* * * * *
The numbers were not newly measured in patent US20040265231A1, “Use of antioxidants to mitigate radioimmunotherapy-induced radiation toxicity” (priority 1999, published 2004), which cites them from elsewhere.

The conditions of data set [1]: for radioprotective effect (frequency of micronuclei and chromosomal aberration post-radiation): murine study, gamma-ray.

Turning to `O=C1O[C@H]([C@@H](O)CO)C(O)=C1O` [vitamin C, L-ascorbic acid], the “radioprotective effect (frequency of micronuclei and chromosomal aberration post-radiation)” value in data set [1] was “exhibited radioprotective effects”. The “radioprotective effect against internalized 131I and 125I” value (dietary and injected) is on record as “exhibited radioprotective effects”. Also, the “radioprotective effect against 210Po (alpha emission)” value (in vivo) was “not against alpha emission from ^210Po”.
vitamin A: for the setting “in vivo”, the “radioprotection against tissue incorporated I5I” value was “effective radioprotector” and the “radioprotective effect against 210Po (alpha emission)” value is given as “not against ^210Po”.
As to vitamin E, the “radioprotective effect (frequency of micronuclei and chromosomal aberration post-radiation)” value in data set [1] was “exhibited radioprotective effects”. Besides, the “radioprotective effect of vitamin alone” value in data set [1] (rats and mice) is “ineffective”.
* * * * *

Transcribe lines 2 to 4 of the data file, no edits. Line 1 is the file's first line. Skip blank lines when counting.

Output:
The conditions of data set [1]: for radioprotective effect (frequency of micronuclei and chromosomal aberration post-radiation): murine study, gamma-ray.

Turning to `O=C1O[C@H]([C@@H](O)CO)C(O)=C1O` [vitamin C, L-ascorbic acid], the “radioprotective effect (frequency of micronuclei and chromosomal aberration post-radiation)” value in data set [1] was “exhibited radioprotective effects”. The “radioprotective effect against internalized 131I and 125I” value (dietary and injected) is on record as “exhibited radioprotective effects”. Also, the “radioprotective effect against 210Po (alpha emission)” value (in vivo) was “not against alpha emission from ^210Po”.
vitamin A: for the setting “in vivo”, the “radioprotection against tissue incorporated I5I” value was “effective radioprotector” and the “radioprotective effect against 210Po (alpha emission)” value is given as “not against ^210Po”.